Wednesday, September 21, 2011

Evening Walks

A storm to the south.
It's dark by 8 pm now.  There is the thinnest filament of cool threaded through the warm summer wind, which now comes more frequently from the northeast than from the south.  A fall wind.  Cool air collects in shallow hollows.  Yellow and brown dot the trees and the rattling sound of curled sycamore leaves clinging to their branches contains the germ of future ice storms and bitter, sweeping winds.  The night jars still wheel and dip in the twilight, but they'll be gone by October, replaced by Canada geese on the wing, heading south.

No matter.  The evening walks will go on.  A ritual created by the presence of Ike and his requirements for exercise, for exploring, for chasing and playing.  Turns out we require those things, too.  He is endlessly fascinated by the cows who briefly hold their ground, then amble off at the last moment, looking back at him reproachfully; and the rabbit that lives in the woods near the oil pump and the armadillo who, despite Ike's thundering run, makes good his escape every time.

Too fast to focus.
Last night there were many things to see: a skunk nosing the grass and dirt in the upper pasture; a very irritated Western Pygmy Rattler soaking up the last of the day's heat; ten or twelve poor-wills circling over the pasture; a new pile of bones under a cedar tree and Ike discovered the fun of jumping into the new pond and out again - while his friend, Winston, stood stoically - and dry - on the shore.  Winston sometimes joins us for both our morning and evening walks and is teaching Ike the seriousness of patrolling one's territory.

It's not quite yet, but it soon will be, the most lovely, the most melancholy time of the year.  As summer loosens its blazing grip, as the days shorten and evenings cool into purple, the sense of time passing - of the past - heightens.  It's a delicate season.  Its bittersweet flavor makes it my favorite, yet I also dread its coming.  And there a place of perpetual fall?  If so, I might like to live there and walk through the twilight.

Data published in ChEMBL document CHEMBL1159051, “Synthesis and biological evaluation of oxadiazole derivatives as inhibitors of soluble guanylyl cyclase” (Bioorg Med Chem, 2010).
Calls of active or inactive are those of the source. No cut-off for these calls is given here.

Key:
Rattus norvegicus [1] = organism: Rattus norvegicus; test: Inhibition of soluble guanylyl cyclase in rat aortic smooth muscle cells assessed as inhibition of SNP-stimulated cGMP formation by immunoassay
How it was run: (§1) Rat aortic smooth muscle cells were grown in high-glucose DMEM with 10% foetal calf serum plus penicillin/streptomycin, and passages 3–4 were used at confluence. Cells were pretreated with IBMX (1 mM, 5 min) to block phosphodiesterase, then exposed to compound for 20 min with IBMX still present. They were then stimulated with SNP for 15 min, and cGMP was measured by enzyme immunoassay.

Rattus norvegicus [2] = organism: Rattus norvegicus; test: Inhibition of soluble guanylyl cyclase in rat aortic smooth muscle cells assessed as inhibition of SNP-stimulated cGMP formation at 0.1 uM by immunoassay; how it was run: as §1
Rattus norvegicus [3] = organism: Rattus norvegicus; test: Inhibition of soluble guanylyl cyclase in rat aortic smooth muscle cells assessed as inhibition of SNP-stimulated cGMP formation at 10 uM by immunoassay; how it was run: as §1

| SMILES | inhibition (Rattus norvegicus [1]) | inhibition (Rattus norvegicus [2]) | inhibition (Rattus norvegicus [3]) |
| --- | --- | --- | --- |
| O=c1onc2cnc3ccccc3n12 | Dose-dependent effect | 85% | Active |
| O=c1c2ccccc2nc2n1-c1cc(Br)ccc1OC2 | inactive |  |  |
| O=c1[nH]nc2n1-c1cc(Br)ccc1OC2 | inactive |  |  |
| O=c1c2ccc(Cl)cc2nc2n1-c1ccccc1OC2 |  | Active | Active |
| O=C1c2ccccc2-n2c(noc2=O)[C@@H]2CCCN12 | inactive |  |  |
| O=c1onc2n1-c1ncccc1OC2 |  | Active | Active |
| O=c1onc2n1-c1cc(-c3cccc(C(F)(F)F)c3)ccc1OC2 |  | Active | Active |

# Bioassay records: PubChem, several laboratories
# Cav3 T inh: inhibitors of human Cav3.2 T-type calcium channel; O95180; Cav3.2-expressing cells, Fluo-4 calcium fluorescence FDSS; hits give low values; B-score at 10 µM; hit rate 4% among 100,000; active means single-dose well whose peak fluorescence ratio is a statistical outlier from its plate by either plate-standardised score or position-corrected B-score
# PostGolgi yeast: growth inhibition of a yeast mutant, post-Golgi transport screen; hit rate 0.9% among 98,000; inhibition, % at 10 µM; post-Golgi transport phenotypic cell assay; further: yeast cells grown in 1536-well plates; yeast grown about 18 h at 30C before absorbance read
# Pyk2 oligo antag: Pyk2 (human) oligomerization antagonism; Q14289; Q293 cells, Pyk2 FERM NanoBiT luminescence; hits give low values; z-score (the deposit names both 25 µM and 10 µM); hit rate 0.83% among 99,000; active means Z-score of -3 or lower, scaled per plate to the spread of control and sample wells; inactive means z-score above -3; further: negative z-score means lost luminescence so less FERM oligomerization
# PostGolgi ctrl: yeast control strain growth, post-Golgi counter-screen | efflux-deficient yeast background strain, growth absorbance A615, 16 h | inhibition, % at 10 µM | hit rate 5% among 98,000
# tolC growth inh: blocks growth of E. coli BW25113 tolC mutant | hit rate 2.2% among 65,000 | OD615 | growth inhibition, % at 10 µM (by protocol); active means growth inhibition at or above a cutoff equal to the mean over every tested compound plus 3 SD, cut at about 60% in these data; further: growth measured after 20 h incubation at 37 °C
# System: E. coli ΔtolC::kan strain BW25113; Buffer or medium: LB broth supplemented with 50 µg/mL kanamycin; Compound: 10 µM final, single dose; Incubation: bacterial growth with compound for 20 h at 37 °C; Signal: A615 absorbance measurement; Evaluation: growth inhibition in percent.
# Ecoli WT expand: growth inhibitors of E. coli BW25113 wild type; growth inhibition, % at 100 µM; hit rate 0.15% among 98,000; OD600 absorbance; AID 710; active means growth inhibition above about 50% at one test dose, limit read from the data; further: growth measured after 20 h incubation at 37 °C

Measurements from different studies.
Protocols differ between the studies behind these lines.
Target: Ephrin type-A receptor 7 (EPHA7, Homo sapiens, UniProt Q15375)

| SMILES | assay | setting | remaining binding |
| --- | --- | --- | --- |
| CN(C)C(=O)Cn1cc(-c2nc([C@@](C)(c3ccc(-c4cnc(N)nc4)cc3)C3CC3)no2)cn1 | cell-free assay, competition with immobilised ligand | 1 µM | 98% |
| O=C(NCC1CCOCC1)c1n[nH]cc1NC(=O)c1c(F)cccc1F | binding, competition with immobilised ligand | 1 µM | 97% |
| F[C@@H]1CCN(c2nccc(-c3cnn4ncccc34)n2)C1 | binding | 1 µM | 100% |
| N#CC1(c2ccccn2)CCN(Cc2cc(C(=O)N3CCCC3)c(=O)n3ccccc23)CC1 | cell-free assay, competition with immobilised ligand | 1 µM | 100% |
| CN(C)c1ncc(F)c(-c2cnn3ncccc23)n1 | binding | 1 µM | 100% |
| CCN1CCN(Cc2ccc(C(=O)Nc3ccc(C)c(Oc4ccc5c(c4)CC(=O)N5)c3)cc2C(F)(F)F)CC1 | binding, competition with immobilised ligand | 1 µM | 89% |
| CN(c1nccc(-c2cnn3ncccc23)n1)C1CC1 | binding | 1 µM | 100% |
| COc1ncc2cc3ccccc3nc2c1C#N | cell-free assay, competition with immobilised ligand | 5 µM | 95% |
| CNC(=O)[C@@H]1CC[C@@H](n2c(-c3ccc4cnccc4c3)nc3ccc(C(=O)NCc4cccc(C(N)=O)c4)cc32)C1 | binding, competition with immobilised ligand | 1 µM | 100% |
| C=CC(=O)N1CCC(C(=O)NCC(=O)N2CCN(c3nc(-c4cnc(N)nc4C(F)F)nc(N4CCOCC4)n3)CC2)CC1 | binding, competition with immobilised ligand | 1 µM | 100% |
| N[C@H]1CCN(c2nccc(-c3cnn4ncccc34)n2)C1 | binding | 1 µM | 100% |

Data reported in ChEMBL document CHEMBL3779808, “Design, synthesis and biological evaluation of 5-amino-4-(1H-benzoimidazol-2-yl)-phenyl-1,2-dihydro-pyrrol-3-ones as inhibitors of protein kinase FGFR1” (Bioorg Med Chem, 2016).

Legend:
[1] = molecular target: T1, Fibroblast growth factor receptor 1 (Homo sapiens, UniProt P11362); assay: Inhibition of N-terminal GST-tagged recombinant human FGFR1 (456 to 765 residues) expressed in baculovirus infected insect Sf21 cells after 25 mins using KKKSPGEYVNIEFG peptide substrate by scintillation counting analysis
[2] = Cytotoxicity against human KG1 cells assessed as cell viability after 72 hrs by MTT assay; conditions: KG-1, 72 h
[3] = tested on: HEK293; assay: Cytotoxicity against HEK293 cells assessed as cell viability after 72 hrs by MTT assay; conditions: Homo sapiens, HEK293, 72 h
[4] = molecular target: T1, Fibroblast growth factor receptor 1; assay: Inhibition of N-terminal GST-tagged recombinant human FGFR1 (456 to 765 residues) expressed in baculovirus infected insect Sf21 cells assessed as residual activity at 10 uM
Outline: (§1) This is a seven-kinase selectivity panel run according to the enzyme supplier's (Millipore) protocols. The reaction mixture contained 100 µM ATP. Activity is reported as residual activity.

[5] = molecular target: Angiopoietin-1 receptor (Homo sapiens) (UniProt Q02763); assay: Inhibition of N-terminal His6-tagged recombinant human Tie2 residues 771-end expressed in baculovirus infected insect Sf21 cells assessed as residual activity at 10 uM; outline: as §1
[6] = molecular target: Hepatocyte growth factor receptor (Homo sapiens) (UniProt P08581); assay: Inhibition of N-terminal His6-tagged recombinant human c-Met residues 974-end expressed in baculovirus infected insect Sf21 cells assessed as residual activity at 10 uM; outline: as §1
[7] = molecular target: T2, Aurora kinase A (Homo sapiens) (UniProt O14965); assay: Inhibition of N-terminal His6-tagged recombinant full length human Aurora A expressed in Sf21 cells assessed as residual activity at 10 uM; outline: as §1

Winston in the rosy twilight.


  1. This season creates/stirs so much emotion. This is the time of year that I'm much more likely to cry--waves of grief, longing, and desperation. I'd guess that, for many people, the other three seasons just don't work on us in the same way. I wonder why? I think you capture it well--it forces us to really acknowledge the passing of time. The end of this year is fast approaching, much like the ends of our lives. (I'm not trying to be dramatic here--it just seems as though the older I get, the faster the end is moving toward me.)

  2. Lovely post, Annie - you captured so many moods in so few perfectly selected words!

    Autumn has always been my favorite time of year - and while one can't help but feel slightly bittersweet about the fading away of life, you have to love the irony that nature reminds us that life should go out in a blaze of glory!

    Now I'm homesick for the Midwest - weather here in the Valley of the Sun doesn't afford us much in the way of seasons, but luckily the mountains aren't that far away! Thanks for painting such a lovely scene for the spirit!


  3. We do seem to think along the same lines! Love the fall colours, but it is a bitter sweet time hailing the rapid onset of winter and its chills. That was one of the reasons we left Canada to return to the UK (it didn't snow as much in the latter!) Even that has changed during the last two years - our past appears to have caught up with us!

    By the way, Winston is indeed an interesting mix! Could definitely have Bull Terrier in him from the look of his shoulders: his head and markings are difficult to label though! Definitely an exciting Saturday night special when he was created!


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